Standout football players from historically Black colleges and universities will receive an additional opportunity to showcase their skills to NFL teams beginning next February.
The Black College Football Hall of Fame announced Thursday that it has established the HBCU Legacy Bowl – a postseason game for draft-eligible HBCU players. The NFL is partnering with the organization to produce the event. The game will take place on the Saturday after Super Bowl 56 at Tulane University's Yulman Stadium and will broadcast live on NFL Network.
Founded in 2009 by trailblazing Black quarterbacks James "Shack" Harris and Doug Williams as a tool to preserve history and honor the greatest players and coaches from HBCU programs, the Black College Football Hall of Fame has enshrined 90 members since its inception.
Former Grambling QB Doug Williams was Super Bowl 22's MVP and played for legendary HBCU coach Eddie Robinson. (Photo: USA TODAY Sports)
The organization partners with the NFL to host the annual Quarterback Coaching Summit, which is designed to educate and provide networking opportunities for coaches of color who have NFL aspirations. The Black College Football Hall of Fame, which has a wing at the Pro Football Hall of Fame in Canton, Ohio, has also awarded more than $300,000 in scholarships for athletes attending HBCUs.
Now, with the founding of the game, the Black College Football Hall of Fame founders hope to help place those same athletes one step closer to the pros.
“Shack and I have always talked about an HBCU all-star game from a standpoint of helping the best guys be seen,” Williams, the MVP of Super Bowl 22, a former head coach at Grambling University and now a senior member of the Washington Football Team’s front office, told USA TODAY Sports.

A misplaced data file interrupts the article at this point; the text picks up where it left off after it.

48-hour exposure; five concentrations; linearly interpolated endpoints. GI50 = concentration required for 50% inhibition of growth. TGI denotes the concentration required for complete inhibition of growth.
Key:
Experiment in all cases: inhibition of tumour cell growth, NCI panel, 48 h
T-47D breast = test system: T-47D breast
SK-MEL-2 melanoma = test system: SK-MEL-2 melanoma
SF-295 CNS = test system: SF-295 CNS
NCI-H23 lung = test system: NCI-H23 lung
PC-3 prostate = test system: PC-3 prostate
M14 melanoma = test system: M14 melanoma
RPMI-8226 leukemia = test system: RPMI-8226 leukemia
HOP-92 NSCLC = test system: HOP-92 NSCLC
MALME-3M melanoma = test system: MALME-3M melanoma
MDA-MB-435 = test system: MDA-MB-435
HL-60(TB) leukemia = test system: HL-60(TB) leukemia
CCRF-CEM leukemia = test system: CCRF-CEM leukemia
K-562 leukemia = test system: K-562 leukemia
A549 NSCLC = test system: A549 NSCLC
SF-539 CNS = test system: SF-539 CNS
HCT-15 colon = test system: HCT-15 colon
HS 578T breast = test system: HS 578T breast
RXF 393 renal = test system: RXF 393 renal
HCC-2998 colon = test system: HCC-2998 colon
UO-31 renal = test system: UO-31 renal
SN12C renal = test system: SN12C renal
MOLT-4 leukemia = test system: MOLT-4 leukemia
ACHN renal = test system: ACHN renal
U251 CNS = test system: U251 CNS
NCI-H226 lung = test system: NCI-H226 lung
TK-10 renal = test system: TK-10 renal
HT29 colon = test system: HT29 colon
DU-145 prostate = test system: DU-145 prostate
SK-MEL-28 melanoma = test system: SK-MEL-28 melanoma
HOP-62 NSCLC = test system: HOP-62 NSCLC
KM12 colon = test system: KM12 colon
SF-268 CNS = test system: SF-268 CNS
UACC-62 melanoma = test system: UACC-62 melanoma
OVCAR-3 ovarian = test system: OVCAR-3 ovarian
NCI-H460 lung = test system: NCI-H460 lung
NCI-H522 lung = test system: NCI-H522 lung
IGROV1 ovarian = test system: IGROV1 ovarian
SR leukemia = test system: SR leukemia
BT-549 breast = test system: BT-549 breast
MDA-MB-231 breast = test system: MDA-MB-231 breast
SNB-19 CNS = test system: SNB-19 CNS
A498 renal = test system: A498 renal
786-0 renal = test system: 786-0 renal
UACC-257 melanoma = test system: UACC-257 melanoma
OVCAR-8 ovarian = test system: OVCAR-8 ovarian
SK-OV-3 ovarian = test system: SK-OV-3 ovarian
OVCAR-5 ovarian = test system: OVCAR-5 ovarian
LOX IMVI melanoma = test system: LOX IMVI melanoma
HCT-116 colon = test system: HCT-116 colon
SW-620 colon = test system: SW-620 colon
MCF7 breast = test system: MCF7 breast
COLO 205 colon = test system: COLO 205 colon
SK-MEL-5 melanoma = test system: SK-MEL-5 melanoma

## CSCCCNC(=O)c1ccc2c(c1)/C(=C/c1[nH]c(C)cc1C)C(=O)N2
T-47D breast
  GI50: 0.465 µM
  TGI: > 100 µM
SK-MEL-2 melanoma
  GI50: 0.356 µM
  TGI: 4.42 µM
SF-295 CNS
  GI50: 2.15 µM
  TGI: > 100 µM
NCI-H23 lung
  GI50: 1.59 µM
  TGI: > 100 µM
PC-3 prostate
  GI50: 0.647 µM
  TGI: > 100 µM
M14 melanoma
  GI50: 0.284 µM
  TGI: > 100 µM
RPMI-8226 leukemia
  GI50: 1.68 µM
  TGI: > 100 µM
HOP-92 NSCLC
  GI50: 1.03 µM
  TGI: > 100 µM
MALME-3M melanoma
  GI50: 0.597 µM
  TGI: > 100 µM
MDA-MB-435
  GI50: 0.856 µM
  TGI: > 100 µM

“We understand how recruiting goes, and we know that the top guys might not be at the HBCUs. But there’s going to be enough guys that we feel like every year should have the opportunity to go to somebody’s training camp, and we felt like with this all-star game, it would give them that chance to get looked at (and) practice for three or four days so scouts can look at them and talk to them, and it could make an impact.”
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Of the 107 historically Black colleges and universities in the country, 21 field Division I football programs. Williams said around 100 players will receive invitations to compete in the Legacy Bowl, whose two teams will be coached by coaches from HBCU programs.
In each of the last two years, the NFL has planned to host a scouting combine exclusively for HBCU players. But COVID-19 restrictions have forced the cancelation of the event both times. The league aims to resurrect those plans next offseason.
Williams hopes the Legacy Bowl will give adequate exposure to garner the top standouts invitations to the NFL’s main scouting combine as well. In 2020, 29 HBCU players held either roster or practice squad spots in the league. But Williams wants to see that number increase.
“It’s hard to believe that with all the HBCUs that play, you can’t get five or six guys every year to training camps with an opportunity to make a practice squad or make a 53-man roster,” he said.
“So, with the Black College Football Hall of Fame, we just thought it was a great situation to have an all-star game to give those guys the opportunity just like the Senior Bowl and everything else.”
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